MGM ridiculed the announcement Friday that the tribes were down to two potential locations.
“As we have been saying all along, this isn’t a process, it’s a sham,” said Alan Feldman, executive vice president of MGM Resorts International. “Today’s announcement is more evidence of that. The tribes tell towns they’re in, then they’re out. Drawings of a casino get pried loose under the threat of FOI, then we’re told the drawings weren’t real. Then late on a Friday afternoon, another mysterious announcement comes out.”
The announcement was hardly mysterious. The tribes have been trying to build momentum for a return to the legislature, and it is expected they will settle on a final location before they seek legislative approval.
The East Windsor site is a vacant Showcase Cinema on a hillside visible to traffic on I-91. The tribes’ joint venture has an option on the parcel. Andrew Doba, a spokesman for the tribes, said they also are considering locations in Windsor Locks, including at Bradley International Airport.
Doba said the tribes are working with officials in both municipalities to set up local forums to outline what a casino would mean for their communities, if approved by the legislature and local authorities.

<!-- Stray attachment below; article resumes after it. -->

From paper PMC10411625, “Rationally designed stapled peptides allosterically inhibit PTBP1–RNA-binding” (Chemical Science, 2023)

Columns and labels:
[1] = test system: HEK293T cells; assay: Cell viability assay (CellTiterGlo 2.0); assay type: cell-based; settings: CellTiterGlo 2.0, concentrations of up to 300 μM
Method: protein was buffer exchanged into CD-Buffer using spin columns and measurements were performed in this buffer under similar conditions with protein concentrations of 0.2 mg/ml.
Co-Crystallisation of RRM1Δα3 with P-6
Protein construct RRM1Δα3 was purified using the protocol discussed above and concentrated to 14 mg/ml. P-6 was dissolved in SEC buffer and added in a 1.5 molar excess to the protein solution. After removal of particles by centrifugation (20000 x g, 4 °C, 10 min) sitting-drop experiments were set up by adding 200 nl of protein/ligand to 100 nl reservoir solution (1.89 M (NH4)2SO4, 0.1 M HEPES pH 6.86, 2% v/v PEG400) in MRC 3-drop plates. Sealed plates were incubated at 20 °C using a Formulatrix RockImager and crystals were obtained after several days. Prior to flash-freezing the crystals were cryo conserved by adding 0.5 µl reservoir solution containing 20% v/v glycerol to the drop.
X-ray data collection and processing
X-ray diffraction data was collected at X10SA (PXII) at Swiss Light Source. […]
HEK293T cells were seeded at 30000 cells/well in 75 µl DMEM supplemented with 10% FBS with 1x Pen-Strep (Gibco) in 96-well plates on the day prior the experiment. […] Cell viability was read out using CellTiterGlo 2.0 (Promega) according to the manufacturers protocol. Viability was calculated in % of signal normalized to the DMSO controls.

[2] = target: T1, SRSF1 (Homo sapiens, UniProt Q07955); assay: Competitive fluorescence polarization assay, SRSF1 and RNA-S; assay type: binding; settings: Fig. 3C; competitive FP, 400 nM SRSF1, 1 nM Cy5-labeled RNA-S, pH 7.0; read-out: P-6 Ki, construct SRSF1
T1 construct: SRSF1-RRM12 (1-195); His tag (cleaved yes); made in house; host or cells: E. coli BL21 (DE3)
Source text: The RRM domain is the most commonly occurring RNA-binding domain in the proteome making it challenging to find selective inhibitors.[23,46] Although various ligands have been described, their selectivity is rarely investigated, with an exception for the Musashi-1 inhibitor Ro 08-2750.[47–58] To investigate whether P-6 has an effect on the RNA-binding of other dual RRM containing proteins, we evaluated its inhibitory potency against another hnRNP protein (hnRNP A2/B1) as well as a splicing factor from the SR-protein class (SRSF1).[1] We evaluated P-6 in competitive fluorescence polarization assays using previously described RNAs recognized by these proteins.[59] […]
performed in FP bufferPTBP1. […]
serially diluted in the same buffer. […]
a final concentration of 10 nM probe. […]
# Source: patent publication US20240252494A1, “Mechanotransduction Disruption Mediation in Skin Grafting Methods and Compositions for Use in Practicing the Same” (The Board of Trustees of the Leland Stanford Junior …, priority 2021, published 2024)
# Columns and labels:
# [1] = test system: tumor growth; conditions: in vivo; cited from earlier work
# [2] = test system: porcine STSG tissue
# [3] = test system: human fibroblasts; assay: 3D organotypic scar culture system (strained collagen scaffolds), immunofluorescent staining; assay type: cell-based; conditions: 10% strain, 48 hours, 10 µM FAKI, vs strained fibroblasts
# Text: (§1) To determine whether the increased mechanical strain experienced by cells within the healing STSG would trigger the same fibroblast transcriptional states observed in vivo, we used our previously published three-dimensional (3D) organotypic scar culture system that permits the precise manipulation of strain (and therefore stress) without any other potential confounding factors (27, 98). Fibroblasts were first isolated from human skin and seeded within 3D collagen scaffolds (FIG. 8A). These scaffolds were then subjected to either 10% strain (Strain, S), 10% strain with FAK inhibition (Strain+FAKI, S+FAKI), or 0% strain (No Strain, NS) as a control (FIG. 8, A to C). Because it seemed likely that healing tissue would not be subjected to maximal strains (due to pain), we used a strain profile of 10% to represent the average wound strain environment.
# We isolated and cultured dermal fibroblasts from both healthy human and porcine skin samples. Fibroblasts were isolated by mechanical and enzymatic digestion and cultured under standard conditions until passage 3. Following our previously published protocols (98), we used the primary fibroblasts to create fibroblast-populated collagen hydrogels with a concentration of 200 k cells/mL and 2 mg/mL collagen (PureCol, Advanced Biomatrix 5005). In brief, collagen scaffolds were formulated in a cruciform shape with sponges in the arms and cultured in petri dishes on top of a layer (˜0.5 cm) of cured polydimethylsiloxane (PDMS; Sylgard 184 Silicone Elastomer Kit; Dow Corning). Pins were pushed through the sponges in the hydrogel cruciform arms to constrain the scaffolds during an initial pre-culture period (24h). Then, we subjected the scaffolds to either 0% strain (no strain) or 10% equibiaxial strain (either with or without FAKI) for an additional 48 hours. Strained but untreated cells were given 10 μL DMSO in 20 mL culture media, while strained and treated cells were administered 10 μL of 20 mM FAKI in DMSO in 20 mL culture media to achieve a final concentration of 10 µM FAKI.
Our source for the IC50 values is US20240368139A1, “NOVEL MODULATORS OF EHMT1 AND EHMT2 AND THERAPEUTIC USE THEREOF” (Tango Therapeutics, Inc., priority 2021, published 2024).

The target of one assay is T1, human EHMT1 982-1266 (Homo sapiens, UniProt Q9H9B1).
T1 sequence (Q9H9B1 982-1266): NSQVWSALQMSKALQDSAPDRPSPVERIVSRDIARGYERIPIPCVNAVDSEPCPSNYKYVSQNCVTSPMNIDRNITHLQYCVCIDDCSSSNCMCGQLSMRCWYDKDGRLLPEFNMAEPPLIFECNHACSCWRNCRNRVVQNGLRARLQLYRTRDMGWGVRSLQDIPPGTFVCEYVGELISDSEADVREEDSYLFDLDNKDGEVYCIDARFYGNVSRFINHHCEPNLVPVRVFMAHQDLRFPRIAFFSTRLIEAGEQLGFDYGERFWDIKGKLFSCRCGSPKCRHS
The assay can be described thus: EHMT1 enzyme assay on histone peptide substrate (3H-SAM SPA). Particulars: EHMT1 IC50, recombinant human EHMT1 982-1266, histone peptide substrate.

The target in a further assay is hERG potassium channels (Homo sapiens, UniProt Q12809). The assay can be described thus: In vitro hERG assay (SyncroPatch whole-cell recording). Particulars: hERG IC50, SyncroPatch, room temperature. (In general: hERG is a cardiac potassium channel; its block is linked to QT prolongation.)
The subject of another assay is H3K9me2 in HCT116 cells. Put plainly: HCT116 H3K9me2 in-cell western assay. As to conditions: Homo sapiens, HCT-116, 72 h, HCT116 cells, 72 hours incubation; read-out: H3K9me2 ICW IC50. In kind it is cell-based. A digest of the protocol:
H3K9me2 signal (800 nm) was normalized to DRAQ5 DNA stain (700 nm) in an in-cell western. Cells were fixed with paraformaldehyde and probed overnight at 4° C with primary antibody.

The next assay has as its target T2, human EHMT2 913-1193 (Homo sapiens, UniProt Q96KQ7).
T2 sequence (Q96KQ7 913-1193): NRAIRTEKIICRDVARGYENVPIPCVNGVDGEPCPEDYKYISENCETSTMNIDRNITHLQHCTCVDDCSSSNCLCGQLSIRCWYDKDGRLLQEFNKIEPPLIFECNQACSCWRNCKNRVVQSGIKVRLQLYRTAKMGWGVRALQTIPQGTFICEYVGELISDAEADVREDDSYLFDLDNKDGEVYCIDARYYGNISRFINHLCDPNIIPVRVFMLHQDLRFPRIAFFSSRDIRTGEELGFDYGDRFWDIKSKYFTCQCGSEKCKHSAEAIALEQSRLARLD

MGM suggested in August that the tribes were trying to secretly strike a deal with the airport authority, which could not allow a casino without legislative approval. On Friday, MGM again suggested that the limited 2015 law itself unfairly favored the tribes.
“This is not the right way for a state to enter into its first commercial casino,” said Feldman, the MGM executive. “The right way is what we’ve been suggesting all along: The state should scrap the current law and adopt a new one that guarantees a fair, open, transparent, and most important, a competitive process. One that allows all qualified bidders to compete. That’s the only way the state is going to maximize the number of jobs that can be created, and the amount of gaming revenue that can be generated.”
The tribes and MGM have been preparing for two years for the coming legislative fight.
The tribes and MGM have lobbyists at the state Capitol, and the tribes’ efforts extended to the Democratic and Republican national conventions last summer. Butler was a delegate to the Democratic convention, where the tribes sponsored a breakfast at which the keynote speaker was U.S. Sen. Jon Tester of Montana, then the ranking Democrat on an Indian Affairs subcommittee.
MGM has hired Eric Holder, the former U.S. attorney general, and Global Strategy Group, a strategist for Malloy’s campaigns for governor.
On Friday, Malloy’s communication director, Kelly Donnelly, issued a carefully written statement of neutrality:
“We value and respect our relationship with the tribal nations and the role that casinos play as employers in our state. In regard to the potential for a third casino, the General Assembly proposed and adopted legislation creating a process for the potential siting for this type of development. That process is playing out in an appropriate manner, one step at a time, and our administration is closely watching as it progresses.”